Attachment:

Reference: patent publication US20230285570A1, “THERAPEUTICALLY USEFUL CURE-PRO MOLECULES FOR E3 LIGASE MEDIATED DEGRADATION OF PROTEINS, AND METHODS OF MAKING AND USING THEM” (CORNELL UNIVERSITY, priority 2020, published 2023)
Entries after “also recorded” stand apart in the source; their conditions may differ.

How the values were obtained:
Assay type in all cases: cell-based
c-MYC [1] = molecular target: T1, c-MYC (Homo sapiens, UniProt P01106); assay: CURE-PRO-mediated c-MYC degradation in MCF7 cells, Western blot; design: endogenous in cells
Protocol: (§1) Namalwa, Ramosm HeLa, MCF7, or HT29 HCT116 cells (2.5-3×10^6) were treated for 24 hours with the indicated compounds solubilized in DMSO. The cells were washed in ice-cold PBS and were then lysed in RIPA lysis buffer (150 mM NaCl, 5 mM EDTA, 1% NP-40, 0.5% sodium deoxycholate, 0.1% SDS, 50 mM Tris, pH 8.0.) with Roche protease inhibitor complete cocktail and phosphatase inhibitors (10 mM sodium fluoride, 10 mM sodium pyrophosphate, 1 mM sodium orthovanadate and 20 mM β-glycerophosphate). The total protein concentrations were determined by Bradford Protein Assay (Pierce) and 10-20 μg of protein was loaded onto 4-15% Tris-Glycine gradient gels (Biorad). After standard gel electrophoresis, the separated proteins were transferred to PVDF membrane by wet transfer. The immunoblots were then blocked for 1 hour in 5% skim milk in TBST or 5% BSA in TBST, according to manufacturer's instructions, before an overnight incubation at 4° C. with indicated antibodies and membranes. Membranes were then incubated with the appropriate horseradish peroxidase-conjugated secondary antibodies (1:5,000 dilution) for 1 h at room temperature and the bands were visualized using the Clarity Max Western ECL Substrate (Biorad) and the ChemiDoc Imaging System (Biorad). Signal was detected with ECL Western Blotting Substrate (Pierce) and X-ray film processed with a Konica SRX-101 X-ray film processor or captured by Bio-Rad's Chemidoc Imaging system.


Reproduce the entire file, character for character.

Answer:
Reference: patent publication US20230285570A1, “THERAPEUTICALLY USEFUL CURE-PRO MOLECULES FOR E3 LIGASE MEDIATED DEGRADATION OF PROTEINS, AND METHODS OF MAKING AND USING THEM” (CORNELL UNIVERSITY, priority 2020, published 2023)
Entries after “also recorded” stand apart in the source; their conditions may differ.

How the values were obtained:
Assay type in all cases: cell-based
c-MYC [1] = molecular target: T1, c-MYC (Homo sapiens, UniProt P01106); assay: CURE-PRO-mediated c-MYC degradation in MCF7 cells, Western blot; design: endogenous in cells
Protocol: (§1) Namalwa, Ramosm HeLa, MCF7, or HT29 HCT116 cells (2.5-3×10^6) were treated for 24 hours with the indicated compounds solubilized in DMSO. The cells were washed in ice-cold PBS and were then lysed in RIPA lysis buffer (150 mM NaCl, 5 mM EDTA, 1% NP-40, 0.5% sodium deoxycholate, 0.1% SDS, 50 mM Tris, pH 8.0.) with Roche protease inhibitor complete cocktail and phosphatase inhibitors (10 mM sodium fluoride, 10 mM sodium pyrophosphate, 1 mM sodium orthovanadate and 20 mM β-glycerophosphate). The total protein concentrations were determined by Bradford Protein Assay (Pierce) and 10-20 μg of protein was loaded onto 4-15% Tris-Glycine gradient gels (Biorad). After standard gel electrophoresis, the separated proteins were transferred to PVDF membrane by wet transfer. The immunoblots were then blocked for 1 hour in 5% skim milk in TBST or 5% BSA in TBST, according to manufacturer's instructions, before an overnight incubation at 4° C. with indicated antibodies and membranes. Membranes were then incubated with the appropriate horseradish peroxidase-conjugated secondary antibodies (1:5,000 dilution) for 1 h at room temperature and the bands were visualized using the Clarity Max Western ECL Substrate (Biorad) and the ChemiDoc Imaging System (Biorad). Signal was detected with ECL Western Blotting Substrate (Pierce) and X-ray film processed with a Konica SRX-101 X-ray film processor or captured by Bio-Rad's Chemidoc Imaging system.